Iraq begins operation to oust Islamic State group from Anbar
The Iraqi government began a long-awaited, large-scale military operation yesterday to dislodge Islamic State militants from the country's sprawling western Anbar province, a military spokesman announced.
The spokesman for the Joint Operations Command, Brig. Gen. Yahya Rasool, said in a televised statement that the operation started at dawn and that government forces were being backed by Shiite and Sunni pro-government fighters. Rasool did not say whether the US-led international coalition was taking part.
This is not the first time the Iraqi government has announced an operation to retake Anbar - where several key towns, including the provincial capital, Ramadi, remain under Islamic State control. In May, authorities announced an operation to retake Ramadi, but there has not been any major progress on the ground since then.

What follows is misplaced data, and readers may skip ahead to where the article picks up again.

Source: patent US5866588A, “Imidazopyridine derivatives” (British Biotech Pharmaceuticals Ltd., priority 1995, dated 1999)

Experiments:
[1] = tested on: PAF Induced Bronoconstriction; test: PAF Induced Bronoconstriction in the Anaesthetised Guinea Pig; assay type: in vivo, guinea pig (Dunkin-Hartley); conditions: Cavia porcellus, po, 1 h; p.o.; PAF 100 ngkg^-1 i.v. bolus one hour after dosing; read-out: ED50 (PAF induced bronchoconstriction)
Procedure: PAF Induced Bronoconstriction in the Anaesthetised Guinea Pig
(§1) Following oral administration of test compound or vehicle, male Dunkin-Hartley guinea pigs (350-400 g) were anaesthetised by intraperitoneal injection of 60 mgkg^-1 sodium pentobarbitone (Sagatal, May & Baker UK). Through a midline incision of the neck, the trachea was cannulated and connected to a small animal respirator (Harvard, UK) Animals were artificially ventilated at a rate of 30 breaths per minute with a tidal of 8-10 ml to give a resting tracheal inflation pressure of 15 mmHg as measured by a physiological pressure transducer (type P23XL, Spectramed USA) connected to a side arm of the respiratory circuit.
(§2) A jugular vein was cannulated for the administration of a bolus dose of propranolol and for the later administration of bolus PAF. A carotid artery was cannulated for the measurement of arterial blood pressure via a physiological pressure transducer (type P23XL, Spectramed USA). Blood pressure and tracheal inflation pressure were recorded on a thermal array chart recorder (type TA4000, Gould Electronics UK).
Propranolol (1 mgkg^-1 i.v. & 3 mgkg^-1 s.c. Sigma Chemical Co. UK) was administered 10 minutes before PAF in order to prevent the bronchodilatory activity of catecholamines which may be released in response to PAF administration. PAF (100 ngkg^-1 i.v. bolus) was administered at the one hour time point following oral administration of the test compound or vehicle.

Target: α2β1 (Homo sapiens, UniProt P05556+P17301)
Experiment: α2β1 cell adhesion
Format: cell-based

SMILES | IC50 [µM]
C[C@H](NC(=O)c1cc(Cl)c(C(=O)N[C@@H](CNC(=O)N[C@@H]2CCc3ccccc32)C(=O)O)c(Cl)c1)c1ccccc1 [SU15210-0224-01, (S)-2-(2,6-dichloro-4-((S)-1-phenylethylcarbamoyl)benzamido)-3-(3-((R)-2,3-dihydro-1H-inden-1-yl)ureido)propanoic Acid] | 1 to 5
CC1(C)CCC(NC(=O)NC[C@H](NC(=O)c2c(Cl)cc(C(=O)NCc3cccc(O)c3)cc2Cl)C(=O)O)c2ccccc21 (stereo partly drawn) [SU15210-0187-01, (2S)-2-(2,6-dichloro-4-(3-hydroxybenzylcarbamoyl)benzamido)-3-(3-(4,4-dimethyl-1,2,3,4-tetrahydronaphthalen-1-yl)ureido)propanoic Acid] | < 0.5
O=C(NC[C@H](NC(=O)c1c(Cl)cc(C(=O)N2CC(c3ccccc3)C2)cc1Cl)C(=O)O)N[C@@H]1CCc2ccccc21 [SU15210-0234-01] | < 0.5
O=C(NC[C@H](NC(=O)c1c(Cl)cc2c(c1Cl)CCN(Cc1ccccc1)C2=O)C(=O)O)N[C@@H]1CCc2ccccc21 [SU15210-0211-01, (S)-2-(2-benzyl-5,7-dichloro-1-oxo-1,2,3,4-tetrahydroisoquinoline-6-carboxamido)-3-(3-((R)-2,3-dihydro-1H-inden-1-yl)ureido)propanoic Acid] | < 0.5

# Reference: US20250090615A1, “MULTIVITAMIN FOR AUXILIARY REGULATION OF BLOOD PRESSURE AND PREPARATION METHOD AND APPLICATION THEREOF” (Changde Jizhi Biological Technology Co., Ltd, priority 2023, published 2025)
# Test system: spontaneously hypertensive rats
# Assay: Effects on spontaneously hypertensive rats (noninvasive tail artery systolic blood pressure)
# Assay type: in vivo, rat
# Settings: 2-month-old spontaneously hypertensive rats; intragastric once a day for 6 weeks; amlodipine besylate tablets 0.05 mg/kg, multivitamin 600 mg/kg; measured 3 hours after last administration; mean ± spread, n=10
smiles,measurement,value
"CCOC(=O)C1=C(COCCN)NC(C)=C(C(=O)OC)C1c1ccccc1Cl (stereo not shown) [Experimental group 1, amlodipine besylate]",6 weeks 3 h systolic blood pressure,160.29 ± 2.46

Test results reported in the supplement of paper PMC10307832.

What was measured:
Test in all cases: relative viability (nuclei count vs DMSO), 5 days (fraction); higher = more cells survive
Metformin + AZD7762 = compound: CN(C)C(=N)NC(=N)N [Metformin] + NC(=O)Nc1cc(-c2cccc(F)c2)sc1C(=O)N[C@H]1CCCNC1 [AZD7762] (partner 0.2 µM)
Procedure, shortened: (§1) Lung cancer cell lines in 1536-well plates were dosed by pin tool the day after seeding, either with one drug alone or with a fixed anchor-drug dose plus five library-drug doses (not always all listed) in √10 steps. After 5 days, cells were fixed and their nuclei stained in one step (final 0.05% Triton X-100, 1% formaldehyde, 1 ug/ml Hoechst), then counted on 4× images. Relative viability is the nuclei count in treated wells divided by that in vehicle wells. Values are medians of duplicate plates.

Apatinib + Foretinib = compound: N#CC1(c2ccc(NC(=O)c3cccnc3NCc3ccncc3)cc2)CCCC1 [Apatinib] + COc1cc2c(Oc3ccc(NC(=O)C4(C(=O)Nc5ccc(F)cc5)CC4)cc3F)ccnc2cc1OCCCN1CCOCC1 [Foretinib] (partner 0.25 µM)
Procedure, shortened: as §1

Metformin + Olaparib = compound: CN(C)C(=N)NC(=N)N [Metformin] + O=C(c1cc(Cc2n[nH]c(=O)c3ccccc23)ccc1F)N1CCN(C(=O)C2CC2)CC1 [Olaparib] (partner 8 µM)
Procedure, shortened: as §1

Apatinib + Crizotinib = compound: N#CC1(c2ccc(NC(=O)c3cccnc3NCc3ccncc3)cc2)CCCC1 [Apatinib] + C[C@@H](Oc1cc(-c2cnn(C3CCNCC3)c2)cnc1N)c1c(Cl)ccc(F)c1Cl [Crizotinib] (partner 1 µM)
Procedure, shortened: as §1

PM vows to take revenge
In a brief statement, Iraqi Prime Minister Haider al-Abadi vowed to "take revenge from Daesh criminals on the battlefield ... and their cowardly crimes against unarmed civilians will only increase our determination to chase them and to expel them from the land of Iraq."
The Islamic State group, also known by the Arabic acronym Daesh, seized large parts of Anbar in early 2014 and captured Ramadi in May. Iraqi forces, which had been making steady progress against the extremists in recent months with the help of the air campaign, scored a major victory in recapturing Saddam Hussein's hometown of Tikrit in April.
During the past few weeks, the troops have been moving to cut the militants' supply routes and to surround and isolate Ramadi and Fallujah.